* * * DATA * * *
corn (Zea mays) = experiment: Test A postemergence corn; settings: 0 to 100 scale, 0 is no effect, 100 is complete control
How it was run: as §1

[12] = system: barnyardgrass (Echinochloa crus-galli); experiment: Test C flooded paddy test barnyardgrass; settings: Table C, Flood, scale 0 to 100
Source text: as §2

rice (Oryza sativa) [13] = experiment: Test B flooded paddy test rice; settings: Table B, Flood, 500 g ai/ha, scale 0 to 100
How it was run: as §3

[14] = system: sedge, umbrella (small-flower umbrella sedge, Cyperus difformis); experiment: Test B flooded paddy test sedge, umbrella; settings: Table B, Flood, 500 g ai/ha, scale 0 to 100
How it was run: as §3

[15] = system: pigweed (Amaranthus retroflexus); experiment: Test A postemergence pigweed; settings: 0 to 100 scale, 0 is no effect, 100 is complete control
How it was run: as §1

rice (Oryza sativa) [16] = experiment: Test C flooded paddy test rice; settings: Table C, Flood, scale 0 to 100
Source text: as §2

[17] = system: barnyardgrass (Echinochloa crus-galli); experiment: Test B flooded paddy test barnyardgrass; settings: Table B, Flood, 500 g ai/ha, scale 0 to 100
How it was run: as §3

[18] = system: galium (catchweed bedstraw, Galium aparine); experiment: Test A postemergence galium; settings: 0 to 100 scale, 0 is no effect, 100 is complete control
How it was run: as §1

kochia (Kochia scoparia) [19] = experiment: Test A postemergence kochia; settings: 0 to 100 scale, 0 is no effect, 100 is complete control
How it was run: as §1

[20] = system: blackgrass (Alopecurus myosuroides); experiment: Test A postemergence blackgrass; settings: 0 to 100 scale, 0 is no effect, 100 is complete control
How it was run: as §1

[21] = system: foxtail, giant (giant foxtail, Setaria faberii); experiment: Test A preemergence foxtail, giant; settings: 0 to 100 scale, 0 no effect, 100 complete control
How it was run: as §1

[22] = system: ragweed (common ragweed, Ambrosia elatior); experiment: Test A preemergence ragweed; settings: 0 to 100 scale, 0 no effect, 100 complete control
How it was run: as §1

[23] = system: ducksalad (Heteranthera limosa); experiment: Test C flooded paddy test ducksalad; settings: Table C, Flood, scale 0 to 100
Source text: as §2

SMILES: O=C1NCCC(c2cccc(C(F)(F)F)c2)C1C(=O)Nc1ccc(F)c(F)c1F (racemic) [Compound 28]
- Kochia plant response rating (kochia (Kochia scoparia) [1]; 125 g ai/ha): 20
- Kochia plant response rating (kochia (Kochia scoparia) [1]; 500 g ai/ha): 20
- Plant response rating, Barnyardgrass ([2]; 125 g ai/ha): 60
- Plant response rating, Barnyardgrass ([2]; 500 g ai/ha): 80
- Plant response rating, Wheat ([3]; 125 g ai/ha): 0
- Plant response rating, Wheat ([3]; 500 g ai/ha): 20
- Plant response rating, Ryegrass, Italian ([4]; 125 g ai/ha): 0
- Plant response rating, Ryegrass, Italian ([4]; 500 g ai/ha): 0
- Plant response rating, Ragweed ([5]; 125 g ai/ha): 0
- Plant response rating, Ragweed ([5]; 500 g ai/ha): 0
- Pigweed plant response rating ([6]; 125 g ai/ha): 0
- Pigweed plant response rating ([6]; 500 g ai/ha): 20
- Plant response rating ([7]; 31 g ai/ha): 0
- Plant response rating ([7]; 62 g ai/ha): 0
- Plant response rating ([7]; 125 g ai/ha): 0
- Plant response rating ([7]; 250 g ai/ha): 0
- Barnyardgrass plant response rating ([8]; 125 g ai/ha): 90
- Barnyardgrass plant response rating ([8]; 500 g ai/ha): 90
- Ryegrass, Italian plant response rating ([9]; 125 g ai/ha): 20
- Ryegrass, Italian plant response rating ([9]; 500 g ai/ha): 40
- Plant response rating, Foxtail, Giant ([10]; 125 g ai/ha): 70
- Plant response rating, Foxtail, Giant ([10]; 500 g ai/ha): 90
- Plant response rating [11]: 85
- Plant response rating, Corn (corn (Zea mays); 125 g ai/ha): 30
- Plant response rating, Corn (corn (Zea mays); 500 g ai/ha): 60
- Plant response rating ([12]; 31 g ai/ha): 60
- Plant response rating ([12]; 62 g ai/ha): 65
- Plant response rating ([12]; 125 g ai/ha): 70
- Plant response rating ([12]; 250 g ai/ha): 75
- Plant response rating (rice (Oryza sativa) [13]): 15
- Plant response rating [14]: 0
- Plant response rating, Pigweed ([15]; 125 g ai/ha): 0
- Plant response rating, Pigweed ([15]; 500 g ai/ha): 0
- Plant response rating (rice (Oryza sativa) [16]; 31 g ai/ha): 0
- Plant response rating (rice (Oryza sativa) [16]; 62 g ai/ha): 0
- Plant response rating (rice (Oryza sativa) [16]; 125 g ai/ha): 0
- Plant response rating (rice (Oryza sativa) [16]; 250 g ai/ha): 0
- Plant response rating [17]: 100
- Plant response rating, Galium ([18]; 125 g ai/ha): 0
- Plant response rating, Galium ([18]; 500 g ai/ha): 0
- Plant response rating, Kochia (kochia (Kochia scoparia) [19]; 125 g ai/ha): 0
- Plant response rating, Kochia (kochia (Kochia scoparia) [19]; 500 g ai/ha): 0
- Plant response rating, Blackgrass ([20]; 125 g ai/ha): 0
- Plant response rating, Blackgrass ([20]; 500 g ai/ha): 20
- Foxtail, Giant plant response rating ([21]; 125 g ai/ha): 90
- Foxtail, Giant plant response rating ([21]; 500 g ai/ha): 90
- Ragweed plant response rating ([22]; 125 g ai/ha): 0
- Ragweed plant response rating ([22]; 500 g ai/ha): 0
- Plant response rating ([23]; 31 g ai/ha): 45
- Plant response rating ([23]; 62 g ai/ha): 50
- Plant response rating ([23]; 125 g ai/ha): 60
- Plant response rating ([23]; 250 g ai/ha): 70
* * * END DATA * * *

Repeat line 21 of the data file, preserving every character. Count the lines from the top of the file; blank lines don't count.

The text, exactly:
[21] = system: foxtail, giant (giant foxtail, Setaria faberii); experiment: Test A preemergence foxtail, giant; settings: 0 to 100 scale, 0 no effect, 100 complete control